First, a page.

It seems as though COP27 is really getting countries into that much-needed low-impact spirit.
The Foreign Minister of Mexico, Marcelo Ebrard, traveled to Egypt to attend the annual UN climate event this past weekend. There, he reportedly set new standards for Mexico's climate goals. This includes doubling Mexico's renewable energy capacity, and raising greenhouse gas emission reduction targets for the first time in six years.
On Nov. 14, Reuters reported that Mexico pledged to deploy 30 more gigawatts in renewable energy capacity by 2030. With $48 billion in investments, this should be doable.
"This new national renewable goal will be a foundation for achieving Mexico's updated nationally determined contribution," the ministry stated via Reuters, which comes only a year after 30 gigawatts of solar, geothermal, wind, and hydroelectric energy capacity was installed.
"The United States looks forward to further cooperation with Mexico," the embassy stated Monday, as per Reuters. This refers to the fact that the U.S. EPA is working with Mexico to develop specific emission reduction plans.
So, what exactly do both countries have in mind?
What to know about Mexico's planned uptick in renewable energy production:
Working alongside the U.S. EPA, Mexico has big plans to ramp up its renewable energy game.
According to Mexico News Daily, the U.S. and Mexico will be collaborating to expand Mexico's renewable energy capacity drastically. Mexico has decided to invest $48 billion to produce more wind, solar, geothermal, and hydroelectric energy. With that, the southernmost North American country expects clean energy production to be doubled by the end of the decade.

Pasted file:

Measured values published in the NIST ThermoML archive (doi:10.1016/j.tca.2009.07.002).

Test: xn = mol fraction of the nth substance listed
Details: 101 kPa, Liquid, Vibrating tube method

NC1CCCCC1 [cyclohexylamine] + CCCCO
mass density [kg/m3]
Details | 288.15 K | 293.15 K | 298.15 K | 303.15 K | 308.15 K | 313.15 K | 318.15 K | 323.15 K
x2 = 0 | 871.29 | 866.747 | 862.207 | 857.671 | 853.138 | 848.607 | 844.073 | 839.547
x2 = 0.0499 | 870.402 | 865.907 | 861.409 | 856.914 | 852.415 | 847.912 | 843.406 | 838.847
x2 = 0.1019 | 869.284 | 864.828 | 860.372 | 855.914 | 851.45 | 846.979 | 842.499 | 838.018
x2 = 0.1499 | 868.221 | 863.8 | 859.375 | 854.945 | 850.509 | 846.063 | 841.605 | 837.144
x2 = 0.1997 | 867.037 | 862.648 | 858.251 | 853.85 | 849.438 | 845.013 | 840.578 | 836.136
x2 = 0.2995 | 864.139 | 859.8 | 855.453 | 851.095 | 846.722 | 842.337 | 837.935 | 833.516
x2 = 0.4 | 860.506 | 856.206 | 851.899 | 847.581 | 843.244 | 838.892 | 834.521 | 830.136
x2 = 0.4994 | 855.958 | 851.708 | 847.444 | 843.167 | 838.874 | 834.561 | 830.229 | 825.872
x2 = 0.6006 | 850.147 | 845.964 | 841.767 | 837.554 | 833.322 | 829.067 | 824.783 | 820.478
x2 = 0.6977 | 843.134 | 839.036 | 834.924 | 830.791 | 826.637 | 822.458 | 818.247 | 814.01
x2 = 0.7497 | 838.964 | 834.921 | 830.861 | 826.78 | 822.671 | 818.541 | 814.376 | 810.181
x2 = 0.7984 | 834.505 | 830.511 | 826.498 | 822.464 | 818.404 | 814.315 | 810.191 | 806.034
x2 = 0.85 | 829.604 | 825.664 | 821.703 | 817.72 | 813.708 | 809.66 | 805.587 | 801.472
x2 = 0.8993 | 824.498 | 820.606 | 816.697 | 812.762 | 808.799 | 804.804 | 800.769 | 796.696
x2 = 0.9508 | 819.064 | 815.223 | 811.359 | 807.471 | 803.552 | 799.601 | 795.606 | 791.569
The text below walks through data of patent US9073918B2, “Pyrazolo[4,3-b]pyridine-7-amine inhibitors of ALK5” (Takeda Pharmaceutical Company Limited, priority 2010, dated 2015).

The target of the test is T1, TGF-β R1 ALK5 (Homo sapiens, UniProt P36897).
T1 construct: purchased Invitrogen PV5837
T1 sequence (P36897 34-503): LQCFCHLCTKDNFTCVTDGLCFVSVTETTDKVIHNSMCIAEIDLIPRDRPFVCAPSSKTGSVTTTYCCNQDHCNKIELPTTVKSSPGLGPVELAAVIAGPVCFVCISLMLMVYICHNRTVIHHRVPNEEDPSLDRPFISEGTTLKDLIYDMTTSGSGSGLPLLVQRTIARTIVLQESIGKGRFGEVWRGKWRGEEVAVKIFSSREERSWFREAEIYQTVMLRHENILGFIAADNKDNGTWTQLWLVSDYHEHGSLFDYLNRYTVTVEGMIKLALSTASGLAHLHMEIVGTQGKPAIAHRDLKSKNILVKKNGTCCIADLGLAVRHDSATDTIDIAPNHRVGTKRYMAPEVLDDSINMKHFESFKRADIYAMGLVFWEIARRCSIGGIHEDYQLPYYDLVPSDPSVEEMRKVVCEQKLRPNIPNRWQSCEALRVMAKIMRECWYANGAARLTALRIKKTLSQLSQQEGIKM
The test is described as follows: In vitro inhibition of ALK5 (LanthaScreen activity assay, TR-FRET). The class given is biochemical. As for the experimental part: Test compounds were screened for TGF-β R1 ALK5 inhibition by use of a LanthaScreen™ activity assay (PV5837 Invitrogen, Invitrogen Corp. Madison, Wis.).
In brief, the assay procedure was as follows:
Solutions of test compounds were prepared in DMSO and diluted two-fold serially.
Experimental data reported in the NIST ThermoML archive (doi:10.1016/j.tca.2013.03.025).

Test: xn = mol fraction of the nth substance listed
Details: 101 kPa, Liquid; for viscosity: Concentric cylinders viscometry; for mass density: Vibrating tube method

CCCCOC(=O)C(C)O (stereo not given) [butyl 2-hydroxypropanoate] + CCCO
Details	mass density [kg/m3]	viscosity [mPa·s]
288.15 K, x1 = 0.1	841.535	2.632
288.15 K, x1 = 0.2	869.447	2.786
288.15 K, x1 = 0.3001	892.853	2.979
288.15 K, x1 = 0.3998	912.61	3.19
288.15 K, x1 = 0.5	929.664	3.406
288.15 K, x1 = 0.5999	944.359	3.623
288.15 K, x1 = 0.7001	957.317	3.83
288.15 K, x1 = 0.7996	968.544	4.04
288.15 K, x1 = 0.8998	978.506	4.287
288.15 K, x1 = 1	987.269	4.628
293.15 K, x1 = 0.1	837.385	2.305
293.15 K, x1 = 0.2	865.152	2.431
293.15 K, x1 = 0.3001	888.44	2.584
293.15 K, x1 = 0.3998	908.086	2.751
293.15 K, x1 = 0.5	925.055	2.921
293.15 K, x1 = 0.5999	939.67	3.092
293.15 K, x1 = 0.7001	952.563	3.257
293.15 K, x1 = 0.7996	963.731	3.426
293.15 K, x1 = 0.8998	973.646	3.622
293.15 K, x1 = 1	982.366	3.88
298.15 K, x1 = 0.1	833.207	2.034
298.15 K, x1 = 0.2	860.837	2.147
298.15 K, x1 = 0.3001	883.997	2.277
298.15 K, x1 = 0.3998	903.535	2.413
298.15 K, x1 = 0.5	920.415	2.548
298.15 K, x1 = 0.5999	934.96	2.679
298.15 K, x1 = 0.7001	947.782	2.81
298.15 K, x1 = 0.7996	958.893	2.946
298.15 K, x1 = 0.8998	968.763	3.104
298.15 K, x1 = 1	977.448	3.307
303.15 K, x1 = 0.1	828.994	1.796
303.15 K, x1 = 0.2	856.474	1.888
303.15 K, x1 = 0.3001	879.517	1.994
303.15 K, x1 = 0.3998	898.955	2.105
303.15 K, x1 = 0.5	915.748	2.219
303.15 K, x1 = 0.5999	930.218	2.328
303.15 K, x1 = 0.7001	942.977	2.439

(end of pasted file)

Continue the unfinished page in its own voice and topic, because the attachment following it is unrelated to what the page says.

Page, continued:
“Secretary Kerry indicated his support for Mexico’s new renewable goal, and the United States intends to work closely with Mexico to achieve these ambitious goals, including through U.S. efforts to mobilize financial support and joint efforts to catalyze and incentivize investments into new Mexican renewable energy deployment and transmission," the U.S. Embassy in Mexico stated Monday.
This comes only a few months after it was reported that 17 U.S. energy companies invested in Mexican projects.
Climate envoy John Kerry reportedly feels that both countries have similar “visions” for a clean energy future in North America, Mexico News Daily reported. A majority of the work is expected to take place in the Mexican state of Sonora, with a giant solar farm already in the works there.
But in addition to increasing clean energy production, Mexico is also raising its emission reduction targets.
Mexico also now has higher emissions reduction targets.
In addition to increased renewable production, Mexico also intends to lower its emission targets.
According to the U.S. Embassy, the southernmost North American country is aiming to reduce emissions by 35 percent by 2030. Previously, the target had been 22 percent. But President López Obrador reportedly decided to increase the reduction target "in order to accelerate the energy transition in North America," Ebrard stated, per Discovers MA.
This is big news for Mexico, and gives us a sliver of hope after many countries refused to keep warming below 1.5 degrees Celsius. While COP27 feels particularly greenwash-y this year, aka this should all be taken with a grain of salt, this is some much-needed effort in curbing climate change.